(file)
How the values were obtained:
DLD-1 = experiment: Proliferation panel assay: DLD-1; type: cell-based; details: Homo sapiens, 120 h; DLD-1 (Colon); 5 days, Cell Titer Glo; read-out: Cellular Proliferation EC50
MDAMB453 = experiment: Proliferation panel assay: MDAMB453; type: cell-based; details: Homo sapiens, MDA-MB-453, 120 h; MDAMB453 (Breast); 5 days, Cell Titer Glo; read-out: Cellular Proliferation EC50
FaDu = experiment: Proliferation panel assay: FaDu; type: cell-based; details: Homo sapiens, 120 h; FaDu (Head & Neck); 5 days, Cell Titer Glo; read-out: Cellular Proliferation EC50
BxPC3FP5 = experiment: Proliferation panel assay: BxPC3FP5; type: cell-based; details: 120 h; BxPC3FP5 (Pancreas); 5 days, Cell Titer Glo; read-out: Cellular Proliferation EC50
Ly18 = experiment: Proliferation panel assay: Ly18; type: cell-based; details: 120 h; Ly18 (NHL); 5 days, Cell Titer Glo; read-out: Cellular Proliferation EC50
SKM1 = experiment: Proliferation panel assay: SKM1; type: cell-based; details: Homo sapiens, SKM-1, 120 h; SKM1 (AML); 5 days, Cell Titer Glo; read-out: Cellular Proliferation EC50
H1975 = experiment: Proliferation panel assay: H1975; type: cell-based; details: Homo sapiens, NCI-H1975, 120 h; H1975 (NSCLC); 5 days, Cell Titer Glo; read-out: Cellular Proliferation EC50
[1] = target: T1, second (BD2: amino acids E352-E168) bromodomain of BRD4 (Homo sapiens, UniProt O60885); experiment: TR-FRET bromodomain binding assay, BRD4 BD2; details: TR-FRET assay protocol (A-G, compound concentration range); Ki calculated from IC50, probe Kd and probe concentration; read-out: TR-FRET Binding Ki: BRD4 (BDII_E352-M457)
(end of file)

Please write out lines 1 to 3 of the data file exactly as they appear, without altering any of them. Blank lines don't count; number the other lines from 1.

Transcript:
How the values were obtained:
DLD-1 = experiment: Proliferation panel assay: DLD-1; type: cell-based; details: Homo sapiens, 120 h; DLD-1 (Colon); 5 days, Cell Titer Glo; read-out: Cellular Proliferation EC50
MDAMB453 = experiment: Proliferation panel assay: MDAMB453; type: cell-based; details: Homo sapiens, MDA-MB-453, 120 h; MDAMB453 (Breast); 5 days, Cell Titer Glo; read-out: Cellular Proliferation EC50